MPs have warned that as the number of Clinical Commissioning Groups (CCGs) are highly likely to reduce in the next few years as part of changes to NHS commissioning arrangements, these bodies will have to improve their performance.
In a report* on CCGs published today by the parliamentary public accounts committee, MPs said that the NHS Long Term Plan was the latest development in three decades of changes to the structure of NHS commissioning organisations.
The Long Term Plan sets out the intention for Integrated Care Systems (ICS) to cover the whole of England by 2021, which will result in a significant reduction in the number of CCGs.
MPs said the change in structures within the NHS in England since 2012 had been particularly “confusing and rapid”, making it challenging for taxpayers to understand who in their local area was accountable for health spending and performance.
The report says: “The alphabet soup of health bodies that has grown up has done so, in many instances, without clear governance and accountability.”
Many CCGs were currently underperforming and this would need to improve as they took on the responsibility for commissioning services across larger populations, warned the MPs.
In 2017-18, 42% of CCGs were rated either “requires improvement” or “inadequate” and although performance ratings had improved since 2015-16, the assessment methodology had changed, meaning a direct comparison was not possible.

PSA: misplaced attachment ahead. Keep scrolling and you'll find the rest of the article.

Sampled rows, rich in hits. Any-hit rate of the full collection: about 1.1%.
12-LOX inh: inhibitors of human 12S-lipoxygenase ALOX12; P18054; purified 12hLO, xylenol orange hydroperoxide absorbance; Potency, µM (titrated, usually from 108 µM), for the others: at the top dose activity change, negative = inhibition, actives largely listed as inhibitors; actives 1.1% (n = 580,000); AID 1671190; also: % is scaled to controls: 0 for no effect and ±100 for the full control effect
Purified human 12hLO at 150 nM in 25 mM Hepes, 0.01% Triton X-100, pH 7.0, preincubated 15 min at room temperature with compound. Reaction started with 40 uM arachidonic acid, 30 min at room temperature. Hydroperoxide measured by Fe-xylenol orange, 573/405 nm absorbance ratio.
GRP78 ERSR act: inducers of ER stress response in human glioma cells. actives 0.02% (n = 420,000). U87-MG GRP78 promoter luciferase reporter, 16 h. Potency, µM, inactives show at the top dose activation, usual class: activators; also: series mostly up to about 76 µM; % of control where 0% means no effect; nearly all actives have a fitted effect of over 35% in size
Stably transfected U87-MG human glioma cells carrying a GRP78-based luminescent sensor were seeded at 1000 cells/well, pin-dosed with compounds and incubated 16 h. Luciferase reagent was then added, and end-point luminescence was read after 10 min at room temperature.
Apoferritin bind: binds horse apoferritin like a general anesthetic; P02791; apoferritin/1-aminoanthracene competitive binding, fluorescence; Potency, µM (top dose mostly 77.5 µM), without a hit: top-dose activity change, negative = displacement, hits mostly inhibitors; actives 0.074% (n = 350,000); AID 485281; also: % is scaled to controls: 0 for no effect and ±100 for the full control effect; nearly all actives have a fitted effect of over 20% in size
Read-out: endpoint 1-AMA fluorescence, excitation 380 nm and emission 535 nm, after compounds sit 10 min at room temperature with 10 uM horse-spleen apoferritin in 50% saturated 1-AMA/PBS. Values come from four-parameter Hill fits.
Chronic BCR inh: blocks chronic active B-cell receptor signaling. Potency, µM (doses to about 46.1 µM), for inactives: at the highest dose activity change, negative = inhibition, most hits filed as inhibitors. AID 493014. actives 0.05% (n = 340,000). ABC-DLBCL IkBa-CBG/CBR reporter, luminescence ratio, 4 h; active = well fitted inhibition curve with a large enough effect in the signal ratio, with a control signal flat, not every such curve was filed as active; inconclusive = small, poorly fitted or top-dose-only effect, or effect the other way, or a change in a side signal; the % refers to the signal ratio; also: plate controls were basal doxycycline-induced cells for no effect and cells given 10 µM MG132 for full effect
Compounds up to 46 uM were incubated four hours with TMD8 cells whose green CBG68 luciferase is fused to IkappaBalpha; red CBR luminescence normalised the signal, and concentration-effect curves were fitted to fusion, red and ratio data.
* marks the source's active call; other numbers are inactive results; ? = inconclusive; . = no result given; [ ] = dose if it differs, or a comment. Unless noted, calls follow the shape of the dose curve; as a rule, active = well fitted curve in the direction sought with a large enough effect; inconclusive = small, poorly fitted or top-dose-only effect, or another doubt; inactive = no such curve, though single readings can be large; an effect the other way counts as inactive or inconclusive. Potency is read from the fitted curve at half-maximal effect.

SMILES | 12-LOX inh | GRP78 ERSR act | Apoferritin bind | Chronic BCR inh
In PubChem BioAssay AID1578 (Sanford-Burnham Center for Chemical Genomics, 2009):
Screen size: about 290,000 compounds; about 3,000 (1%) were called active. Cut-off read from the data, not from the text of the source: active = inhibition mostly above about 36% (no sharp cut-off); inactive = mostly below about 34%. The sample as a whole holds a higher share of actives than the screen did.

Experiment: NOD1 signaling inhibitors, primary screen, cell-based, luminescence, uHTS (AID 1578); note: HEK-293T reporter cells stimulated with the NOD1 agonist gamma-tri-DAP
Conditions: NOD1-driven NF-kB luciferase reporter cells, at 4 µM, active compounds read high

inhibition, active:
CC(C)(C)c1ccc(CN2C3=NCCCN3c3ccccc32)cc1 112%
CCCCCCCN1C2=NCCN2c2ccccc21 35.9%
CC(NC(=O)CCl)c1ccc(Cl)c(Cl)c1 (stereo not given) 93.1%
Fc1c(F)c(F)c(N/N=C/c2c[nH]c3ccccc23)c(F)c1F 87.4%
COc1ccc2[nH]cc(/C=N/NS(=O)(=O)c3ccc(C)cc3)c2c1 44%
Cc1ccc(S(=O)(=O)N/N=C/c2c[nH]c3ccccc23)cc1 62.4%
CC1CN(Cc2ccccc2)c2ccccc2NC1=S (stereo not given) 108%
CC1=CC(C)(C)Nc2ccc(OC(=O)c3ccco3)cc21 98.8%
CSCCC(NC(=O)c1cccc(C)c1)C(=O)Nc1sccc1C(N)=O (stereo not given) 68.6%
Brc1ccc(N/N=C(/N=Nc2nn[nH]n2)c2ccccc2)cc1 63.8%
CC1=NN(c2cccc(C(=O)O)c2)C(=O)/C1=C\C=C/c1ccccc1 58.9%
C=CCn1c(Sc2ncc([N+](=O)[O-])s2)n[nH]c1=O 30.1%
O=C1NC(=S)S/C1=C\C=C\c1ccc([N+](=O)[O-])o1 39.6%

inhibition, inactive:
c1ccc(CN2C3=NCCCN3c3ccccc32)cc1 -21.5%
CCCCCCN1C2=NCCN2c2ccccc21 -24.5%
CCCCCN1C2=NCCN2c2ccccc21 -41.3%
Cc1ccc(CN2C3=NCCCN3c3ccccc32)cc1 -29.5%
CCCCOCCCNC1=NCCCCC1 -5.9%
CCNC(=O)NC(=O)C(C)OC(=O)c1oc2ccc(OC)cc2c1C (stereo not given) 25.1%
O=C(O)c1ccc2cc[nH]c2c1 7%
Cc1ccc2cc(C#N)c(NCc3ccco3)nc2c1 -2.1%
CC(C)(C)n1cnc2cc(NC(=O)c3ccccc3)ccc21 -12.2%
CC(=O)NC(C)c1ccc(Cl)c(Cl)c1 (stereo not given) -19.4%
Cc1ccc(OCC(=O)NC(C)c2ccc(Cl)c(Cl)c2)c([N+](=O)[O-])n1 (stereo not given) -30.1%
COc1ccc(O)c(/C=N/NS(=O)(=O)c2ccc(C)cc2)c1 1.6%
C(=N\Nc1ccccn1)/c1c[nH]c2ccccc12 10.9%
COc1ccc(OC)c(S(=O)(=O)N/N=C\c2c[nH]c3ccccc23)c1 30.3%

NHS England currently deemed 24 CCGs to be failing, or at risk of failing, but it was working with NHS Clinical Commissioners to provide support to CCGs to help them improve.
“We are concerned about the impact on patient outcomes if the performance of CCGs does not improve, especially as they become responsible for commissioning services across larger populations,” said the MPs.
Therefore they recommended that NHS England should report back to them by the end of 2019 on the actions it had taken to ensure all CCGs were performing effectively and had high quality leadership.
It was unclear how many CCGs there would be by 2021 or the final structure of ICSs, but it was anticipated that there would be one CCG for each ICS.
There was also a risk that CCGs could lose touch with the needs of their local populations as they commissioned services across larger populations.
It was vital that CCGs understood the needs of their populations and had good links with local GPs, but as CCGs became responsible for commissioning services across bigger populations there would be a tension between commissioning at a larger scale while maintaining an understanding of the health needs of local populations.
NHS England is considering a three-tiered approach to planning and commissioning services across a population and also at the development of GP networks to help plan and reshape services at a local level.
The MPs recommended that when reporting back at the end of 2019, NHS England should set out the actions it had taken to ensure that local GPs had input into CCGs' decisions and that CCGs remained focussed on the needs of local populations.
Committee chair Meg Hillier said: “Time and again our committee has seen reforms that are driven by good intentions fail to result in positive outcomes.
“That fate must not befall the latest changes to commissioning in the NHS, which need to deliver frontline benefits, safeguard public money and avoid further muddling lines of accountability at local level. This will be a challenge. Standards must improve significantly.”
*Clinical Commissioning Groups. Public Accounts Committee, 8 March 2019